“When I was arrested at first I thought it was a joke. Then I realised – I’m a Muslim, I had the Al Qaida training manual on my computer, I could be locked up and disappear into Belmarsh or anywhere.”
This is what Rizwaan Sabir told a 100-strong rally against Islamophobia organised by the Stop the War Coalition in Manchester last week.
Rizwaan, a student at Nottingham university, was detained for six days without charge under “anti-terror” legislation after downloading the manual as part of his university research.
The playwright David Edgar explained how he was labelled an “academic thug” when his generation of students protested in 1968. Today it is Muslim students who face repression, he said.
Developing links between the left and Muslims today is a central aim of the movements against the war and racism, he added.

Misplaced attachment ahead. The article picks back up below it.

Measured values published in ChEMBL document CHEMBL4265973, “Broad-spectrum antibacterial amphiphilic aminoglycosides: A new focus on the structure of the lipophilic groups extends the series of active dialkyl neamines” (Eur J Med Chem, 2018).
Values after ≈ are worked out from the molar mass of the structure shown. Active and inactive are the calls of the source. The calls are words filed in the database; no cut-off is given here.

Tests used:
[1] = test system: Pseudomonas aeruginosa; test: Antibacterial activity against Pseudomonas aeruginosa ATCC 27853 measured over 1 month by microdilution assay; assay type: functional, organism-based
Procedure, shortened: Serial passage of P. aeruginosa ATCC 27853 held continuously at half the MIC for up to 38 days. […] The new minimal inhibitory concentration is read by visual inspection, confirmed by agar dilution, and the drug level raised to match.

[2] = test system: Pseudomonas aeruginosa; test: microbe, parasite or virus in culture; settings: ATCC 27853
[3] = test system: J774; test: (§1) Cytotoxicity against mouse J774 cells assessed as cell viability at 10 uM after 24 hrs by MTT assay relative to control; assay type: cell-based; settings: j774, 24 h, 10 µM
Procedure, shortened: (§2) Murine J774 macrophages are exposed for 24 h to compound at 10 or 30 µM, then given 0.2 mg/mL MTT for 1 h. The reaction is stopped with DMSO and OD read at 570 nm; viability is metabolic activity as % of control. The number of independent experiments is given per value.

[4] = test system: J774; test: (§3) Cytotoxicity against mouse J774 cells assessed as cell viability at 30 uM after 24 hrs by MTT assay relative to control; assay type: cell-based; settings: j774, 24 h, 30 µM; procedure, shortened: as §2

Former Guantanamo Bay detainee Moazzam Begg spoke of the parallels between how the Irish were treated in the 1970s and 1980s and how Muslims are being treated today.
“We will never allow our movement to be divided”, said Nahella Ashraf, speaking on behalf of the Stop the War Coalition’s Muslim Network.
There were other successful rallies held against Islamophobia in London and Birmingham.